A lot of human activities including deforestation, converting grasslands into arable land, repeated soil tillage, and burning of fossil fuels have disrupted the carbon cycle, taking it out of balance. To this end, scientists and climate change activists have made a clarion call to farmers, as land managers, to play an active role in taking carbon back to the soil.
Soils act as a source and sink for carbon and other greenhouse gases that contribute to global warming. Conservation agriculture and agroforestry are some of the practices that simultaneously improve soil carbon, soil fertility and water conservation, hence their adoption at scale can help increase food production to meet the needs of the growing population.
In one of the COP24 side events co-hosted by SACAU, an important point was raised to the effect that for farmers to heed the call of ‘taking carbon back to the soil’, there needs to be a compelling value proposition apart from the rhetoric of benefiting from ‘increased yield and household food security’. Farmers need to capitalise on carbon sequestration.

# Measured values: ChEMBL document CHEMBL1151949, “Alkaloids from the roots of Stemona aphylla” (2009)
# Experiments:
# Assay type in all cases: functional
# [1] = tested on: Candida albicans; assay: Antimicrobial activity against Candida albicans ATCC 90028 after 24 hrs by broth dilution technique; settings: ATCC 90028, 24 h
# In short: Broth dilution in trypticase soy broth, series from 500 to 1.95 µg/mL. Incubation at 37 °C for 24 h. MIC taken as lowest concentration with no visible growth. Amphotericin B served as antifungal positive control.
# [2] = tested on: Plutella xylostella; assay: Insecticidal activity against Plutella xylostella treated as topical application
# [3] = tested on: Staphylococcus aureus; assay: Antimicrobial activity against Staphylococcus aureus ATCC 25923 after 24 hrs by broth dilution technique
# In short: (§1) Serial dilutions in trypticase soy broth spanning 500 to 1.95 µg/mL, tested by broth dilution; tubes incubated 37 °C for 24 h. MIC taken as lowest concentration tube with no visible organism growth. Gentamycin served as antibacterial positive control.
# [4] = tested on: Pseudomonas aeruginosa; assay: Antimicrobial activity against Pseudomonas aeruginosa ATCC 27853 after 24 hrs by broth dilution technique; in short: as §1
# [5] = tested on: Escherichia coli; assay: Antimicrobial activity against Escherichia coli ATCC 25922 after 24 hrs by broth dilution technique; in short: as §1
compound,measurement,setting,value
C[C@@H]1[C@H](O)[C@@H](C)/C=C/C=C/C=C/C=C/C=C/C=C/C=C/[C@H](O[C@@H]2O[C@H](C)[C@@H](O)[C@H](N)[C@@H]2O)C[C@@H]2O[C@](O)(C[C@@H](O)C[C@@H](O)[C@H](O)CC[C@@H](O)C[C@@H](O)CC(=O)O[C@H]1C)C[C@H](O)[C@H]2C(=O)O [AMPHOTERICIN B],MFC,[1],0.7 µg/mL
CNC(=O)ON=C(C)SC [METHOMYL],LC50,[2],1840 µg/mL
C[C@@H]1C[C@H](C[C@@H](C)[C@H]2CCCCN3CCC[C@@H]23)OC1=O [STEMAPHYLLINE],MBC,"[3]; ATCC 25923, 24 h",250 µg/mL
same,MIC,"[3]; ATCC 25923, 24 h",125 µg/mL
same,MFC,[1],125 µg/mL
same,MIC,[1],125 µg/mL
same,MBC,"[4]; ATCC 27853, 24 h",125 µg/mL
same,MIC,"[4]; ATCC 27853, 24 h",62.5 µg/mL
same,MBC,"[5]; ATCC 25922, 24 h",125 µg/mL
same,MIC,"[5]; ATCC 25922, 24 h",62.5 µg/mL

When polluters buy carbon credits, the financial returns are enjoyed by a company, organisation or project that has prevented an equivalent amount of greenhouse gases from being emitted into the atmosphere.
If farmers can store substantial amounts of carbon in the soils, why can’t they benefit from the carbon market? While it was pointed out that measuring the actual amount of carbon sequestered in soils and plants could be difficult and very costly, this is a matter that needs to be debated further, with the hope that more innovative approaches will be introduced.
Farmers’ level of awareness, knowledge and understanding of carbon sequestration also need to be improved for them to benefit from such an initiative.